By Douglas Mishkin and Brian Hendrix
It is now (thankfully) hard to imagine a time when it was acceptable for miners (and other workers) to openly consume alcohol on the job, and the use of illegal narcotics has (thankfully) never been an accepted practice in mining or among miners. Unfortunately, that does not mean that alcohol and drugs have disappeared from the workplace. In 2008, MSHA noted that “in the mining industry, 13.3% of full-time miners were heavy alcohol users and 7.3% admitted that they used illicit drugs within the past month.”
That was not news in 2008, and it would not be news today. Responsible mine operators (like other responsible employers) have long recognized the hazards associated with on-the-job drug and alcohol use and have adopted and implemented hiring practices and drug and alcohol policies designed to address the problem. In particular, drug and alcohol testing is now widely used. What is new is the fact that a host of technological advances have made workplace drug testing substantially more accurate, reliable and useful. Laboratory standards are higher and more consistent. New tests can detect more types of drugs at lower concentrations. Other technological advances enable laboratories to test many samples quickly, allowing faster turn-around and lower costs.
Urine remains the most common specimen used for drug testing, but the accuracy of tests designed to identify drugs in saliva and hair has improved rapidly. In January 2012, the federal Substance Abuse and Mental Health Services Administration adopted recommendations of its Drug Testing Advisory Board to include saliva as an alternative specimen in its Mandatory Guidelines. The devices available to collect saliva and the laboratory protocols available to analyze it have advanced substantially. Similarly, new laboratory protocols for hair testing have both expanded the range of drugs that can be detected in hair and enhanced testing reliability.
Hair and saliva tests present advantages to employers because they minimize opportunities for adulteration, substitution and tampering. They also allow employers to carry out observed sample collections without implicating privacy concerns. New technology that allows employers to perform saliva testing onsite may add to this appeal.
This better and cheaper testing may encourage mine operators to adopt or expand drug testing programs for their employees, inevitably leading to legal questions about and challenges to the validity of such programs. Drug testing of employees in the private workplace largely is governed by state law. Some states have statutes prohibiting or regulating such drug testing. Most of these statutes permit random or suspicion-based testing, although many require a written policy that puts employees on notice of such testing.
The federal statutes that touch on employee medical conditions, such as the Americans with Disabilities Act and the Family and Medical Leave Act, do not address drug testing. Employers with drug testing programs should be careful not to apply their programs in any fashion that might actually, or appear to, discriminate against those with a “disability” as defined by the ADA or a “serious health condition” under the FMLA.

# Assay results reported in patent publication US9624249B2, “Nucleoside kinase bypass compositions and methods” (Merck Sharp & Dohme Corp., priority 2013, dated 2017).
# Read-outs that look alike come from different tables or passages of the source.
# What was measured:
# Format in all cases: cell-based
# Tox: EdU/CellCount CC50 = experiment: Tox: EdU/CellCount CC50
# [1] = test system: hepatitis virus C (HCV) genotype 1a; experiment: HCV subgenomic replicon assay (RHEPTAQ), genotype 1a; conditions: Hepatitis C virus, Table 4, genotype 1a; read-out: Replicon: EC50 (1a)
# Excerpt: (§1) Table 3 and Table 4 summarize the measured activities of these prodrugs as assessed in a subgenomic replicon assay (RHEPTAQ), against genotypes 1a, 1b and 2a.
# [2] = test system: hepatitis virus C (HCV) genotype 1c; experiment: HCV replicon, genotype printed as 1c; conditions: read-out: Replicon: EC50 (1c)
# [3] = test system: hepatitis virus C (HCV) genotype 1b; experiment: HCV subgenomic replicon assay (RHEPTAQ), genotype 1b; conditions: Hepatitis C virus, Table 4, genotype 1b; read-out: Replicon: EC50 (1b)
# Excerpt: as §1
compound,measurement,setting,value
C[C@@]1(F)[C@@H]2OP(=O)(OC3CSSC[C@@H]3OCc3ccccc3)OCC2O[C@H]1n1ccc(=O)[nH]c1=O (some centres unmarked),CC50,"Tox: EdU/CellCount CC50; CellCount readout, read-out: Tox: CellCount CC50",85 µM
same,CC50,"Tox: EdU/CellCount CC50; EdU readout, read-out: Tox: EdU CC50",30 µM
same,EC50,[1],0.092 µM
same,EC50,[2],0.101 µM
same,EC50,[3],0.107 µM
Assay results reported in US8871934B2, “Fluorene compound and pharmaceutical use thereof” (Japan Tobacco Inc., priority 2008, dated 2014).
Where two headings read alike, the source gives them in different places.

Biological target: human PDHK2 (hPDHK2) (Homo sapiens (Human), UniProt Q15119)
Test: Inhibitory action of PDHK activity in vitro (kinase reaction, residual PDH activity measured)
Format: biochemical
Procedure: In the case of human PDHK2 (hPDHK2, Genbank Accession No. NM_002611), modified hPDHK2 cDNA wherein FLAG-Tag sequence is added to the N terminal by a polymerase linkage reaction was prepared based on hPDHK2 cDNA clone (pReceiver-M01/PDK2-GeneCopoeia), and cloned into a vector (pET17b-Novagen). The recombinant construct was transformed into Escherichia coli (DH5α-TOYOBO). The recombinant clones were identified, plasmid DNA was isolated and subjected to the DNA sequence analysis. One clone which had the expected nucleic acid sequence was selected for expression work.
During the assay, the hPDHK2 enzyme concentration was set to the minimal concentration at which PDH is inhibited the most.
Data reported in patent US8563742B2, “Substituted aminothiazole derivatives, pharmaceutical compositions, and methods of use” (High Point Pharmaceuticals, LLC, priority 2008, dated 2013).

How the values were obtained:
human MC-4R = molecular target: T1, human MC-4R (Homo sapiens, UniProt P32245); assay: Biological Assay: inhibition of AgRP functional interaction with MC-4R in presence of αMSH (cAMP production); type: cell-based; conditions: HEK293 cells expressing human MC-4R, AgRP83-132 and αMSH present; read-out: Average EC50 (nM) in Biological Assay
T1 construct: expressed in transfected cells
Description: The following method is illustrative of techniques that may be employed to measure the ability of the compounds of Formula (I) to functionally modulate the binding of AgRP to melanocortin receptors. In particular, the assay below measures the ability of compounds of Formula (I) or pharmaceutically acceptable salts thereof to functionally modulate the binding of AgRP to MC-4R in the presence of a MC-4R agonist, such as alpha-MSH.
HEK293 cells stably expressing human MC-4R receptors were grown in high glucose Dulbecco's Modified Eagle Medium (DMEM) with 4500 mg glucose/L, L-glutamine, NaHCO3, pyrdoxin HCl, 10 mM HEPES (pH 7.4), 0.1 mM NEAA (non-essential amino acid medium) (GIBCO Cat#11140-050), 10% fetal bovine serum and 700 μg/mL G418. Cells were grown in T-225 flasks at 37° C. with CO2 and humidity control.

Improved drug testing potentially can play an important role in your workers’ compensation program. You may wish to consider requiring and administering drug testing as part of an injured worker’s treatment or of independent medical examinations of workers. Such testing will help identify workers who are not taking their medication. You might also do so to determine an injured worker’s eligibility for compensation following a workplace injury. A worker who is abusing drugs may be disqualified from coverage.
These new tests may also create both opportunities and challenges for MSHA compliance. MSHA enforces 30 C.F.R. § 56/57.20001, which provides that “[i]ntoxicating beverages and narcotics shall not be permitted or used in or around mines. Persons under the influence of alcohol or narcotics shall not be permitted on the job.” On its face, this is one of MSHA’s more straightforward standards, but compliance with and enforcement of this standard can be tricky. How does an operator ensure that alcohol or narcotics are not used “in or around” a mine, particularly in light of the fact that operators are strictly liable for any such violation? Random drug testing of all employees? Regular searches of miners’ personal effects for drugs or drug paraphernalia? Pre-shift sobriety checks or screening? If an operator conducts random drug tests, is the operator required to share the results of those tests with MSHA if MSHA requests the results? If an operator is not required to share the results with MSHA, can the operator choose to do so?
“It depends” is the short (although frustrating) answer to many of those questions. Real answers largely depend on the specific circumstances in which these questions arise. However, what we can say is that the advent of faster, more reliable and relatively cheaper drug and alcohol tests is a welcome development in the on-going effort to rid mines of drugs and alcohol.
Mishkin is a partner with Patton Boggs LLP. He can be reached at 202-457-6315 or at email@example.com. Hendrix is a partner with Patton Boggs LLP. He can be reached at 202-457-6543 or at firstname.lastname@example.org.